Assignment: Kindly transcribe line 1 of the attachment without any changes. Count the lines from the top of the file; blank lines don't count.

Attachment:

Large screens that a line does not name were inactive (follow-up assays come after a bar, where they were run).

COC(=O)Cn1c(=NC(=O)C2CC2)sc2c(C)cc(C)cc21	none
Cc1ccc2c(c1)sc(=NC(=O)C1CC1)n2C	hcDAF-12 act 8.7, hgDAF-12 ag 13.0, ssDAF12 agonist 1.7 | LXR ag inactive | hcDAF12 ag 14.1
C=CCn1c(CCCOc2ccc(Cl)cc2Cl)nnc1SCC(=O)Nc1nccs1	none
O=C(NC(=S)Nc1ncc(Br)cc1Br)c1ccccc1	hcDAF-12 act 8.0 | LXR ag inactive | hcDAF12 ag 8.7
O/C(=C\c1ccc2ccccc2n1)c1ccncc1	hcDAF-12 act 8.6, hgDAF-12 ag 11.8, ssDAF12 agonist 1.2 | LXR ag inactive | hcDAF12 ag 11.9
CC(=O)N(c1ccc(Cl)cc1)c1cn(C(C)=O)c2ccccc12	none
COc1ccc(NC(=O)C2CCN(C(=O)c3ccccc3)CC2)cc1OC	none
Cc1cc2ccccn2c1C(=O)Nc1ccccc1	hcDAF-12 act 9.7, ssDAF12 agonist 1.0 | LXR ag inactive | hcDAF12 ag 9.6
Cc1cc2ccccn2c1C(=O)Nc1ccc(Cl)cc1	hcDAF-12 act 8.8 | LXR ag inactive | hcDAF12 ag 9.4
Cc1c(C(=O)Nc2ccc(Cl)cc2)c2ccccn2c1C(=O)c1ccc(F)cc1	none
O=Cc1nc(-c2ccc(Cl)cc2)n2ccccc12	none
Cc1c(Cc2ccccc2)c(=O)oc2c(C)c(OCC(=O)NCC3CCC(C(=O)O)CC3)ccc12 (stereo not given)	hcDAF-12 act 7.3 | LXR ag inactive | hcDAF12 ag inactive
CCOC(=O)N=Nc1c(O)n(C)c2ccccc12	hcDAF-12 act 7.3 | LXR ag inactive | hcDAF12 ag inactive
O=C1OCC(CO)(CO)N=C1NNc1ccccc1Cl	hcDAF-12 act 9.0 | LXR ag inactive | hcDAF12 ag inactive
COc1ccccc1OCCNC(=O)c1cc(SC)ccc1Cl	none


Large screens that a line does not name were inactive (follow-up assays come after a bar, where they were run).